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Gonorrhoea and syphilis cases are soaring – what you need to know


Levels of gonorrhoea in England are now at the highest level since records began in 1918 and new diagnoses of syphilis at levels not seen since 1948.

Doctors are urging people who are worried that they might have a sexual transmitted infection (STI) to get tested immediately as levels of gonorrhoea and syphilis soar across the UK.

Following the statistics, British Association for Sexual Health and HIV (BASHH) has launched a LoveGUM campaign to encourage more junior doctors to specialise in sexual health.

The leading organisation for sexual health and HIV professionals in the UK said genitourinary medicine (GUM) doctors are needed now more than ever.

Sexual health can sometimes be a difficult topic to talk about, so we have spoken to some sexual health experts to help de-mist the STI taboo…

The NHS defines STIs as “diseases passed on from one person to another through unprotected sex (sex without a condom) or sometimes through genital contact”.

These infections can range in seriousness, but anyone who is displaying some of the common symptoms defined by the NHS – unusual discharge, lumps around the genitals, rashes or warts – are encouraged to see a doctor.

How soon symptoms appear depends on the type of STI you have, and some people have no symptoms.

The only way to know for sure is to get tested at a sexual health clinic, GUM clinic or GP surgery.

What is gonorrhoea and how can it be treated?

The NHS defines gonorrhoea as “a sexually transmitted infection (STI) caused by bacteria called Neisseria gonorrhoeae.

According to Nuffield Health, the bacteria live in the cells of the urethra, rectum, cervix and sometimes the eyes and throat, and is passed on through unprotected vaginal sex, anal sex or oral sex, and through sharing sex toys.

New UK Health Security Agency figures revealed that gonorrhoea diagnoses increased 7.5% within a year – from 79,268 diagnoses in 2022 to 85,223 diagnoses in 2023.

Cases of gonorrhoea in England have reached record highs, new figures show (Alamy/PA)
Cases of gonorrhoea in England have reached record highs, new figures show (Alamy/PA)

Sexual health expert and GP at LloydsPharmacy Online Doctor, Dr Bhavini Shah, explains who is most at risk of gonorrhoea and the symptoms to be aware of.

“Anyone who is sexually active can catch gonorrhoea. But you’re particularly at risk if you regularly change sexual partners or do not use adequate barrier methods of contraception, like condoms, when having sex.

“It can be prevented through barrier methods of contraception. This means the use of condoms or dental dams (a square of latex or plastic used in oral sex). You should also wash and cover sex toys with a new condom when sharing them.”

She also said that symptoms usually appear within two weeks of being infected and reinforced the importance of getting tested.

“In women, common symptoms include an unusual vaginal discharge (thin or watery and green or yellow in colour); pain or burning when peeing; pain or tenderness in the abdominal area; bleeding between periods, heavier periods and bleeding after sex.

“In men, symptoms may include unusual discharge from the penis (white, yellow or green), pain or burning when peeing; swelling of the foreskin. Another symptom is pain or tenderness in the testicles, although this is rare.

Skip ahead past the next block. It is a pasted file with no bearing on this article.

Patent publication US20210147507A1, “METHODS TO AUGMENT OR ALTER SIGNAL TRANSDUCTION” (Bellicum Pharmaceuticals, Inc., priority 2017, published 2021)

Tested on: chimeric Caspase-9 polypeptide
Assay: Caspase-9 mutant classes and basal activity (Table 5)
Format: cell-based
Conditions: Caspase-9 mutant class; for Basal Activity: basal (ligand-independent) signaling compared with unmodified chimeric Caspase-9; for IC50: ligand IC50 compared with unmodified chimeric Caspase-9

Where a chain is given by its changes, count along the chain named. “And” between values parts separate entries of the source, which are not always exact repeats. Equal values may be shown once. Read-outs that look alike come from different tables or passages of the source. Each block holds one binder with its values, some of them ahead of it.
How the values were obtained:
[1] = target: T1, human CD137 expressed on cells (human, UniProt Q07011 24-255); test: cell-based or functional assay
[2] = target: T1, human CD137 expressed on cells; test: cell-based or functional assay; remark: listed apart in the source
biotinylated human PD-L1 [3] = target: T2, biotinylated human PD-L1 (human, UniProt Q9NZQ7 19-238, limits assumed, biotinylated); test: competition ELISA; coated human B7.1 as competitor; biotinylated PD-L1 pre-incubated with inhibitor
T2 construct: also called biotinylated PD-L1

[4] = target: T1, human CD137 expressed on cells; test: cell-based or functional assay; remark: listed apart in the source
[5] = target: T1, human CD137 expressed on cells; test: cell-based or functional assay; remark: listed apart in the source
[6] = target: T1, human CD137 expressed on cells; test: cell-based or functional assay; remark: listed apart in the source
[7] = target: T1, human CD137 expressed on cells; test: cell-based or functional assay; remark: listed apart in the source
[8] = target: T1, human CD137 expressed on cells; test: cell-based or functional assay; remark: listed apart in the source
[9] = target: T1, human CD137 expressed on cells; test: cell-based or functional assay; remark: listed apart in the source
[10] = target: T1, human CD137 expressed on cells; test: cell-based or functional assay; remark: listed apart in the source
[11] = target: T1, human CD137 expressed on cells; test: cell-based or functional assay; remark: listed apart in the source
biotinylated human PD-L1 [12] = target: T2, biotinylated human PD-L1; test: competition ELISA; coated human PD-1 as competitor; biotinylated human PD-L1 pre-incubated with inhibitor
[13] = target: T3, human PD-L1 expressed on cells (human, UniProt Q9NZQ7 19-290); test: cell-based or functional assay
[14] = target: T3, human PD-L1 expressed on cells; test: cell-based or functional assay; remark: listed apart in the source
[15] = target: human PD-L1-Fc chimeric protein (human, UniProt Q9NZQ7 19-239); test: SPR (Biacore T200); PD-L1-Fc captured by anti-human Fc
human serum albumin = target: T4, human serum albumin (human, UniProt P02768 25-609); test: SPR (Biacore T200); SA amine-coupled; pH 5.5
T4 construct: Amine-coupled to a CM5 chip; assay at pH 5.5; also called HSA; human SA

“Around 10% of infected men and 50% of infected women do not experience any obvious symptoms, which is why regular STI testing is necessary, especially if you’re particularly at risk,” explained Shah.

Shah added that it’s important to treat gonorrhoea quickly to prevent complications and long-term issues.

She said: “For example, although rare, gonorrhoea can spread to the eye, if the eye comes into contact with infected discharge from the penis or vaginal fluid.

“Gonorrhoea is particularly concerning in pregnant women as it can cause miscarriage, premature birth or blindness in the newborn baby.”

The most common form of treatment is an antibiotic injection, usually in the buttocks or thigh.

Sometimes it is also possible to have an antibiotic tablet instead.

A follow-up appointment a week or two after treatment is also recommended, so another test can be carried out to see if you’re clear of infection.

Patients are advised to avoid having sex until they have been given the all-clear, to prevent re-infection or passing the infection on to anyone else.

What is syphilis and how can it be treated?

The UK Health Security Agency’s new figures also revealed that infectious syphilis diagnoses has increased by 9.4%, from 8,693 diagnoses in 2022 to 9,513 diagnoses in 2023.

According to the NHS, symptoms of syphilis include small sores on the body – usually around the genital areas – white or grey warty growths, rashes and swollen glands.

Symptoms can take three weeks to appear after you’re infected.

It is diagnosed from a blood sample and is treated with antibiotics.

According to the Nuffield Health, if left untreated it can become a debilitating and led to blindness, paralysis, stroke, dementia and heart disease.

But Dr David Phillips, sexual health consultant, HIV physician and BASHH vice president, doesn’t want people to worry, and assures sufferers that experts are on hand to help.

Phillips said: “Syphilis is not as well-known as other STIs, but it is on the rise.

“Serious long-term complications do exist, but the main message we want to get across to people is to not have any fear.

“There are lots of incorrect and scary information online so make sure you are looking at NHS and BASHH resources because we are the experts on it.

“We are here for you and will help you get the right diagnosis and treatment.”



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